Dist. of Columbia, No. 2:01CV472, 2002 WL 32539618, at *6 (E.D.
Va. 2002) (one-hour delay was reasonable in treating plaintiff's
leg injury because plaintiff was not bleeding or in shock and no
bones were broken). Thus, triers of fact could reasonably
conclude that Defendants acted with deliberate indifference.
For the foregoing reasons, Plaintiff has raised triable issues
of fact as to whether Defendants acted with deliberate
indifference to a serious medical need.
c. Excessive Force
Plaintiff also claims that he was subjected to the excessive
use of force. To establish a claim of excessive force, Plaintiff
must show that the force used by the officer was, in light of the
facts and circumstances confronting him, "objectively
unreasonable" under Fourth Amendment standards. Graham v.
Connor, 490 U.S. 386, 395 (1989); Finnegan v. Fountain,
915 F.2d 817, 821 (2d Cir. 1990). The United States Supreme Court
The calculus of reasonableness must embody allowance
for the fact that police officers are often forced to
make split-second judgments in circumstances that
are tense, uncertain, and rapidly evolving about
the amount of force that is necessary in a particular
Graham, 490 U.S. at 396-97. The "reasonableness" of a
particular use of force must be judged from the perspective of a
reasonable officer on the scene. Id. at 396. Factors to
consider include: "the severity of the crime at issue, whether
the suspect poses an immediate threat to the safety of the
officers or others, and whether he is actively resisting arrest
or attempting to evade arrest by flight." Finnegan, 915 F.3d at
There is sufficient evidence in the record from which a
fair-minded trier of fact could reasonably conclude that the use
of force against Plaintiff was excessive. Plaintiff states that
at the moment he was handcuffed on the ground, he had no physical
injuries. He also states that he was lifted from the ground to
his feet without incident. This is corroborated by Harrigan, who
stated that he saw no blood or injury to Plaintiff when he stood
up after being handcuffed. Kane and Harrigan then began to lead
Plaintiff to a police car. There is no evidence that, at this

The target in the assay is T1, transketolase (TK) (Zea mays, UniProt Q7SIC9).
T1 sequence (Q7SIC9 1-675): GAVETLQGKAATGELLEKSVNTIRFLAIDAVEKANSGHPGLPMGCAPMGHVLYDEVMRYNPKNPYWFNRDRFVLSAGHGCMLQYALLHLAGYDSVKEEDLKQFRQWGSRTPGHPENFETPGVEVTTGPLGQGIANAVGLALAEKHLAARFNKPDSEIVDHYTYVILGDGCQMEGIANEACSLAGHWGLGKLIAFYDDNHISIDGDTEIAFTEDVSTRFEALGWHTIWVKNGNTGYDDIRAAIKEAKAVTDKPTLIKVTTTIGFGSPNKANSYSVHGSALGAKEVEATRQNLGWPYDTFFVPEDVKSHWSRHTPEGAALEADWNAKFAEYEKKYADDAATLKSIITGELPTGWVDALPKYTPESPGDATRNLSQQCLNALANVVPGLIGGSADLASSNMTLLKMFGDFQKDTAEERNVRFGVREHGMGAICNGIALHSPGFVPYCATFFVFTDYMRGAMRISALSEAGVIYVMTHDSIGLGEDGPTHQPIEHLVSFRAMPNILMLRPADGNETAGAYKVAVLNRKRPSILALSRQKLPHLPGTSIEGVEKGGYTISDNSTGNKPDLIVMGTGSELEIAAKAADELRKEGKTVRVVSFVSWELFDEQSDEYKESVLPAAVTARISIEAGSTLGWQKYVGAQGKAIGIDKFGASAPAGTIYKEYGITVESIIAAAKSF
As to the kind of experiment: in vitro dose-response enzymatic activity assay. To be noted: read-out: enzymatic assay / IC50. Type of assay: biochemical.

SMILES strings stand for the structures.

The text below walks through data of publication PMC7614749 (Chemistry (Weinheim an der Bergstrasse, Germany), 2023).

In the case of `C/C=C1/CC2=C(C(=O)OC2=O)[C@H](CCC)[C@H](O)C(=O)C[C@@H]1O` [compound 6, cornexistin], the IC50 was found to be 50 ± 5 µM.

point, the circumstances could be categorized as "tense,"
"uncertain," or "rapidly evolving." See Graham, 490 U.S. at
396-97. Indeed, there is evidence in the record that Plaintiff
was handcuffed, posed no physical threat to those surrounding
him, and was not resisting arrest. However, it was under these
circumstances that Plaintiff states that a non-uniformed man
approached and punched him in the face. Such circumstances would
not require a split-second judgment to use force against
Plaintiff. Thus, there is sufficient evidence from which it could
be concluded that Plaintiff was subjected to the excessive use of
force. See, e.g., Newland v. Achute, 932 F. Supp. 529, 534
(S.D.N.Y. 1996) (holding that it could reasonably be concluded
that the defendants used excessive force against plaintiff who
was assaulted by prison guards while he was handcuffed). 1. Direct Participation
It is well-settled in this Circuit that "personal involvement
of defendants in alleged constitutional deprivations is a
prerequisite to an award of damages under § 1983." Hernandez v.
Keane, 341 F.3d 137, 144 (2d Cir. 2003) (quoting Moffitt v.
Town of Brookfield, 950 F.2d 880, 885 (2d Cir. 1991). A police
officer is personally involved in the use of excessive force if
he either: (1) directly participates in an assault; or (2) was
present during the assault, yet failed to intercede on behalf of
the victim even though he had a reasonable opportunity to do so.
See Ricciuti v. New York City Transit Auth., 124 F.3d 123,
129 (2d Cir. 1997); Anderson v. Branen, 17 F.3d 552, 557 (2d
Reasonable jurors could conclude that Hill was a direct
participant in the excessive use of force against Plaintiff.
Plaintiff admits that he cannot say with certainty which
particular officer punched him. However, under the facts and
circumstances of this case, Plaintiff need not establish who,
among the group of officers, directly participated in the attack
because there is sufficient circumstantial evidence from which
the trier of fact could make reasonable conclusions concerning
who, if anyone, struck Plaintiff. See Skorupski v. County of
Suffolk, 652 F. Supp. 690, 694 (E.D.N.Y. 1987) (rejecting
defendants' argument that they were entitled to summary judgment
because plaintiff cannot specify which of the officers struck him
and finding that all of the officers were potentially liable